Since the birds in the study did not join in play that was already underway, the researchers do not think the call is an instruction to become frisky. Instead, they concluded that it induces playfulness due to its acting as a positive emotional contagion. This, in turn, could promote tolerance and sync up moods when an individual is interacting with others.
Since many other birds and animals play, it is possible that other species produce emotionally contagious laugh-like calls too. Some of the sounds may even be out of a range that humans can hear. Rats, for example, produce laugh-like vocalizations in ultrasound.
Laughter can come with a price, however. Playful animals are usually inattentive, so emitting sounds would draw even more attention to them at a time when they are already vulnerable to predators. Kea are vulnerable to extinction due to habitat loss and other human-related problems, but these birds actually have few other predators. This could help to explain why they evolved their own form of laughter.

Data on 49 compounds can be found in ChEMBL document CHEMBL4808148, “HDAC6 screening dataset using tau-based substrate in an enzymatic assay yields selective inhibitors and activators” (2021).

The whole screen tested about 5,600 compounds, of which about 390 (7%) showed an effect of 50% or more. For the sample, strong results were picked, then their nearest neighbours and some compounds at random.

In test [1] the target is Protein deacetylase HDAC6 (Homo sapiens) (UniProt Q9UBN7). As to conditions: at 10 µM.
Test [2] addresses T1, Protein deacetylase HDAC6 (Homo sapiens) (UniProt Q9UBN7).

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Emotionally contagious sounds are not always happy ones, though.
"Negative emotional contagions have been found in many more cases than positive ones," Schwing explained. "Alarm calls and aggressive growls, for example seem to have an emotionally contagious effect on the receiver."
Even sadness can be contagious, at least in humans. He noted that people might tear up watching others cry, or while listening to sad music at a movie. The shared misery perhaps helps us to empathize and therefore bond more with others, helping to explain the evolutionary benefit.
The scientists hope to determine more specifically how play and related calls help social animals, be they parrots or humans.
"If the theory holds true that they increase tolerance in groups," Schwing said, "then one could argue that humans could learn from this by adopting play and/or laughter as a form of social facilitation."
Top Photo: Two juvenile kea tussle playing on the ground. Credit: Raoul Schwing